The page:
Hey, did you know Alexei Ramirez’ success was a surprise? That’s awesome.
Most likely beginning with the trade that pried Freddy Garcia away from the Mariners, Sox PR and the sports press alike have wasted no opportunity to describe Sox GM Kenny Williams as operating “under the radar,” stealthily planning his moves away from the glare of the public eye.
It sounds cool if you think about, like the Good Guys have this covert agent on their side, signing free agents on foggy street corners and executing trades in the back rooms of smoky taverns on Wabash. “Do we have terms?” Williams would ask, and Jermaine Dye or Pat Gillick would nod their head and smile with conspiratorial glee at the secret mission both sides had just completed.
But when you think about it, what moves don’t come as a surprise? Not just for the Sox, but for pretty much any team in the league. Was ESPN running a Darrin Erstad Watch during the 2006 Winter Meetings? No. Did anyone outside of his family care whether or not Carlos Quentin was traded last offseason? No. Were message boards across the internet hosting Rob Mackowiak confidence pools? No, of course not. Why? Because those are all moves no one cares about, and those make up 99% of every move made by every single team in baseball. It’s not that Williams is sneaky, he just makes a lot of moves that aren’t worth noticing.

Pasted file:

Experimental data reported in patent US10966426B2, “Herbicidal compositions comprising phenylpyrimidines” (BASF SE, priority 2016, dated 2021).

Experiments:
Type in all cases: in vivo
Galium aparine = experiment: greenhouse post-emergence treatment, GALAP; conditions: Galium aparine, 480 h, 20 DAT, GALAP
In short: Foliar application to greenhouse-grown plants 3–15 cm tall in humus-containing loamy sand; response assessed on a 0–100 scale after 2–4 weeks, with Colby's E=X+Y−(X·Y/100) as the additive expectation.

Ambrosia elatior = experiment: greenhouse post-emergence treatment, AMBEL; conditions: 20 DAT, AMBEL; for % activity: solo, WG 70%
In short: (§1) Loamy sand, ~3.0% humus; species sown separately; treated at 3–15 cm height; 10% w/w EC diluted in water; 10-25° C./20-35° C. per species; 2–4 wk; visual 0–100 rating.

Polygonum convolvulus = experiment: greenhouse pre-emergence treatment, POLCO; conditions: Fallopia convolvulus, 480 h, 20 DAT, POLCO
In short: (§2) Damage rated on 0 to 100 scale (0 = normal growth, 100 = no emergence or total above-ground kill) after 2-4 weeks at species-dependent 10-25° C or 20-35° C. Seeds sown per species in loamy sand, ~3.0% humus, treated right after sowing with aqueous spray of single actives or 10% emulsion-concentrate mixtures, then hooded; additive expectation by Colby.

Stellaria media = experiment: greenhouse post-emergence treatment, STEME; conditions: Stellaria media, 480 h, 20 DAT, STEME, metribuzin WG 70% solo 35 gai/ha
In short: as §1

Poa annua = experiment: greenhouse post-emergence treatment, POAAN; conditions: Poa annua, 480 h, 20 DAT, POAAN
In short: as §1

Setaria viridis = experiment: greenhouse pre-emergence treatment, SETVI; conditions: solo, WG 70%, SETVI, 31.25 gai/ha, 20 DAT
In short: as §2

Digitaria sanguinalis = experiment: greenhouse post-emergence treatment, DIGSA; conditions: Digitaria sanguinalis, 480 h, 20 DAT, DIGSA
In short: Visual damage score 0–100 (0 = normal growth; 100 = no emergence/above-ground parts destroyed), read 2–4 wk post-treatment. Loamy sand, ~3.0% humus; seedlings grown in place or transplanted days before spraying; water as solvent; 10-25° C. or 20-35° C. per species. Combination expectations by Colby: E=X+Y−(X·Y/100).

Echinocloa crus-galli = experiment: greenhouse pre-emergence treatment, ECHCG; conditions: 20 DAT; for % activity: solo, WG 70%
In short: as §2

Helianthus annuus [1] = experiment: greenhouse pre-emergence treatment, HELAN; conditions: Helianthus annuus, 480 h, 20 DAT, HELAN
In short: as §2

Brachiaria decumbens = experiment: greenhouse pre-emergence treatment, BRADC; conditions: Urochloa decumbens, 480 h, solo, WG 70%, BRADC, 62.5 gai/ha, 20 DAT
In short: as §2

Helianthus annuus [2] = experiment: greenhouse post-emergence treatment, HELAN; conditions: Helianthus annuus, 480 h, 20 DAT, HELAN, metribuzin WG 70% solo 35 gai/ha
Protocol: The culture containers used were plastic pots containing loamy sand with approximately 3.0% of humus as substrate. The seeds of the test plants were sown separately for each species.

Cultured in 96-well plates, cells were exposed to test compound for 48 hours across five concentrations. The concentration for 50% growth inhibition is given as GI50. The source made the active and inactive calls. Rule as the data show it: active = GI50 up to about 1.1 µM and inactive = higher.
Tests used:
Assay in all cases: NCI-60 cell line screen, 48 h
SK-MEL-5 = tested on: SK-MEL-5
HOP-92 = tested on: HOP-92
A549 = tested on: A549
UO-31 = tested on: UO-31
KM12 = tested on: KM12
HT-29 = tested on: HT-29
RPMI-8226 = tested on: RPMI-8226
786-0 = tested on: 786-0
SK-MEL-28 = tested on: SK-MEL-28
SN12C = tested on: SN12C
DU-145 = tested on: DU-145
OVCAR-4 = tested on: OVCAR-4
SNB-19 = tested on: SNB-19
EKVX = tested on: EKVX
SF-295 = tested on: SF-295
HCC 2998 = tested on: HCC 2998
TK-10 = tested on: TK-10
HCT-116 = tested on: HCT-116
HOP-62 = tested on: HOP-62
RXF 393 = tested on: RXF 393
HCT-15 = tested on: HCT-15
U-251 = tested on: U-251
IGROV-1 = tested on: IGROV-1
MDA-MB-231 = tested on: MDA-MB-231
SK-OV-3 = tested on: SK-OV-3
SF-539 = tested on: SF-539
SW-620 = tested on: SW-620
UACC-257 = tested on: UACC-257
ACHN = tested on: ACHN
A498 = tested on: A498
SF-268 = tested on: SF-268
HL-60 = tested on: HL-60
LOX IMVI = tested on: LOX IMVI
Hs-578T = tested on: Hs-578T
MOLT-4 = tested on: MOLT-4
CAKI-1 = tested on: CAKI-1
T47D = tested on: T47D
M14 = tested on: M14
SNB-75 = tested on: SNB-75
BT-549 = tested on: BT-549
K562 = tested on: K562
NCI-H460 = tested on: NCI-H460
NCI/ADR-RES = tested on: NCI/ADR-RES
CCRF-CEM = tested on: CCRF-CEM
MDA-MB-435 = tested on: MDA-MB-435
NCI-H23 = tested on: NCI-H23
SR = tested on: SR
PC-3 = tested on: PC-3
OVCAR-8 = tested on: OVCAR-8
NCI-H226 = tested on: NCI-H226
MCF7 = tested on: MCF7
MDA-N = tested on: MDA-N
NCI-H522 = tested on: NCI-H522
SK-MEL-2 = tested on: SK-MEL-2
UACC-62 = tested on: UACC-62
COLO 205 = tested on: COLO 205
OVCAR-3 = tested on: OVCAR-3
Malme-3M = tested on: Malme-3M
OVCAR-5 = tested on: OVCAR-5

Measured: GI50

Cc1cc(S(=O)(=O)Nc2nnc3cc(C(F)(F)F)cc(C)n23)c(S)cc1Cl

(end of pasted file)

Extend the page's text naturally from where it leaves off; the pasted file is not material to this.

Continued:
Conversely, how “under the radar” were the failed pursuits of Torii Hunter, Bobby Abreu or Kosuke Fukuodome? How much sleath was involved in the re-signing of Paul Konerko? What kind of counteroperative intelligence was in place to keep Nick Swisher’s inevitable departure under wraps?
Does Kenny Williams make some unexpected moves? Yes, of course he does and we’re all eternally grateful for that. But it’s foolish to confuse non-glamorous and pedestrian with any kind of tactical mastery, and almost condescending to equate our collective refusal to get excited over Ben Broussard and Jeff Marquez with some form of outsider ignorance.